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I reminded him that Jeter's words carry the most weight. "Mariano said good things [about me]. Joe said good things. [G.M. Brian] Cashman said great things," Rodriguez said. "But again, people want to focus on Jeet. Jeet's very quiet by nature, so I wouldn't want him to change who he is to come and defend me. Because I'm a grown man."
Watching a Yankees-Angels game in Anaheim from a television booth, Jackson noticed Rodriguez (the number-two hitter that day) and Jeter (batting third) near the on-deck circle with their backs to each other. "Classic Ruth-and-Gehrig picture right there," said Jackson, referring to the legends and their frosty relationship.
Jackson likes Rodriguez, recognizes in him the same need for ego massaging that he had as a player. Jackson took him to dinner last month-yet another intervention-and described how bad he had it as a Yankee. Jackson talked about when his teammates left notes in his locker telling him that they didn't want him in New York; about how manager Billy Martin so beat it into his head that he was a bad defensive player that on the night Jackson hit three home runs in the 1977 World Series, he played a routine double into a triple because he'd been stricken with fear that he'd screw it up; about when he was in the midst of such a horrific strikeout streak that he pleaded to Detroit Tigers catcher Lance Parrish, "Tell me what's coming, and I promise I'll take a turn right back into the dugout no matter where I hit it. I just want to look like a pro a little bit." ( Parrish replied, "F-- you"; Jackson, to his immense satisfaction, grounded out.)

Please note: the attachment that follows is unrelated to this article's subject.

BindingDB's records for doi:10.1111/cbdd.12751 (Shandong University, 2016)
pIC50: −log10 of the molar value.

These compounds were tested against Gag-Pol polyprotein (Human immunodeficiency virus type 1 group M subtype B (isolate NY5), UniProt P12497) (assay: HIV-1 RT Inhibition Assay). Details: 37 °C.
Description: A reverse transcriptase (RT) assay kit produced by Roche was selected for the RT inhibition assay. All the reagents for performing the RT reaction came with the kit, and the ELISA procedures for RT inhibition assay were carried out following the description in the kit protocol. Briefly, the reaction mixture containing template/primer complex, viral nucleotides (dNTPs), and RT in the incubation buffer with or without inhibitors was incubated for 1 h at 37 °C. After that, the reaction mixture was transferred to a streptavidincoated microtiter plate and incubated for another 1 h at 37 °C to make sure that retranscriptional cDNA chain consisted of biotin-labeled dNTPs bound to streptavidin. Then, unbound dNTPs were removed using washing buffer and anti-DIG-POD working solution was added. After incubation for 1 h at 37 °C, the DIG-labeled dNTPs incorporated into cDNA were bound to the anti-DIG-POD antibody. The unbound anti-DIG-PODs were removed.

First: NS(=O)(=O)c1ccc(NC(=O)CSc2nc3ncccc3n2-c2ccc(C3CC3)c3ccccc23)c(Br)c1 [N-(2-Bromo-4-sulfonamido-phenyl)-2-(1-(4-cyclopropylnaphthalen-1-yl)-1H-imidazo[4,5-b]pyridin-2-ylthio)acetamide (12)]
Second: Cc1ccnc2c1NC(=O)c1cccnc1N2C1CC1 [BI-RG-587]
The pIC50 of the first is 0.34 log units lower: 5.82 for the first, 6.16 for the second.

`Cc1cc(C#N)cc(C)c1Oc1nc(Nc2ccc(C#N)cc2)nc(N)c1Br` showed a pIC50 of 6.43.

During the game, Jackson told a parable to make a point about Rodriguez. A man is trapped in his house as floodwaters rise. Twice he refuses help, once from rescuers in a boat and then, when the man seeks refuge on his roof, from rescuers in a helicopter. "No, thanks," the man says. "I've got faith." The next thing he knows he is face-to-face with God in heaven.
"But I put my faith in you!" the man cried.
"Yes," God replied, "and I answered your faith and tried to help you twice."
As Jackson spoke, Rodriguez whiffed yet again, this time on a pitch that bounced on the grass in front of home plate. How does a player with so much talent get so bad? It seemed ages ago, but Rodriguez was the American League Player of the Month for May, when he batted .330 with eight homers and 28 RBIs. Then he lost the natural groove and quickness in his stroke. A crisis of confidence befell him when he could not hit the ball out of the park to right centerfield in batting practice.
"BP is a big key for me," Rodriguez said. "And you don't know how devastating it is to hit a ball you think you got squarely and see it die on the warning track. Out of 40 swings in BP, I should hit 22 out of the park. I was hitting three out of 40. I couldn't hit a fastball. Eighty-nine, 90 [mph pitches] were going right past me, and I knew it."
Trying to catch up to fastballs, he started guessing and began his swing early, lunging at the ball with his hips drifting forward, creating a flaw that robbed him of even more power-or worse, flailing embarrassingly at what turned out to be a slider. Then as he carried the anxiety into the field, his usually reliable glove began to fail him.
"He puts in the work before games and looks textbook out there," third base coach Larry Bowa said last month. "But all of a sudden the game starts, and he quits using his feet and he's fielding with a lazy lower half. That causes his arm to drop, and the ball sails on him."